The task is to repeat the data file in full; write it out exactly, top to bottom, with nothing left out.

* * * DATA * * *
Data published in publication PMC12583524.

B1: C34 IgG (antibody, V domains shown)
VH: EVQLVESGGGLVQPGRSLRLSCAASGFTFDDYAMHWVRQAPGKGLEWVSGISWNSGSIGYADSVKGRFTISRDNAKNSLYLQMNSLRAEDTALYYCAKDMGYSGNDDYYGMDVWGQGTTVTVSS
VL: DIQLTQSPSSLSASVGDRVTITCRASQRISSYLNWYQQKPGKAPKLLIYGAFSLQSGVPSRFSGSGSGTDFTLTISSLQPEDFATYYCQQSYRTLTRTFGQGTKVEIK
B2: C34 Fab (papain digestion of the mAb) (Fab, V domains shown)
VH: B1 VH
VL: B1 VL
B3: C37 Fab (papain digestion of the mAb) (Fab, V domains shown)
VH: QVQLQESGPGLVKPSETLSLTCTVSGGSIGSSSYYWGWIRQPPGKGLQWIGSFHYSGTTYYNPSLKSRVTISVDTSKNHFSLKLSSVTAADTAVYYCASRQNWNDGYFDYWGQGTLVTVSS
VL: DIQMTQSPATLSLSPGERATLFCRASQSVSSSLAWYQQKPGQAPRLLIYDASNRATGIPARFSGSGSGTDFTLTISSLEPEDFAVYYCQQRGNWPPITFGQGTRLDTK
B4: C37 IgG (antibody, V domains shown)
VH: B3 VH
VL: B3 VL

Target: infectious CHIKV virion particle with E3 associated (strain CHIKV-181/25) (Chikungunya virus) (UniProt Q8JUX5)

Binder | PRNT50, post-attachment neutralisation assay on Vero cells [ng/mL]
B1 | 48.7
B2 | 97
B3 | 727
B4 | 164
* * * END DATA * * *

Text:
Data published in publication PMC12583524.

B1: C34 IgG (antibody, V domains shown)
VH: EVQLVESGGGLVQPGRSLRLSCAASGFTFDDYAMHWVRQAPGKGLEWVSGISWNSGSIGYADSVKGRFTISRDNAKNSLYLQMNSLRAEDTALYYCAKDMGYSGNDDYYGMDVWGQGTTVTVSS
VL: DIQLTQSPSSLSASVGDRVTITCRASQRISSYLNWYQQKPGKAPKLLIYGAFSLQSGVPSRFSGSGSGTDFTLTISSLQPEDFATYYCQQSYRTLTRTFGQGTKVEIK
B2: C34 Fab (papain digestion of the mAb) (Fab, V domains shown)
VH: B1 VH
VL: B1 VL
B3: C37 Fab (papain digestion of the mAb) (Fab, V domains shown)
VH: QVQLQESGPGLVKPSETLSLTCTVSGGSIGSSSYYWGWIRQPPGKGLQWIGSFHYSGTTYYNPSLKSRVTISVDTSKNHFSLKLSSVTAADTAVYYCASRQNWNDGYFDYWGQGTLVTVSS
VL: DIQMTQSPATLSLSPGERATLFCRASQSVSSSLAWYQQKPGQAPRLLIYDASNRATGIPARFSGSGSGTDFTLTISSLEPEDFAVYYCQQRGNWPPITFGQGTRLDTK
B4: C37 IgG (antibody, V domains shown)
VH: B3 VH
VL: B3 VL

Target: infectious CHIKV virion particle with E3 associated (strain CHIKV-181/25) (Chikungunya virus) (UniProt Q8JUX5)

Binder | PRNT50, post-attachment neutralisation assay on Vero cells [ng/mL]
B1 | 48.7
B2 | 97
B3 | 727
B4 | 164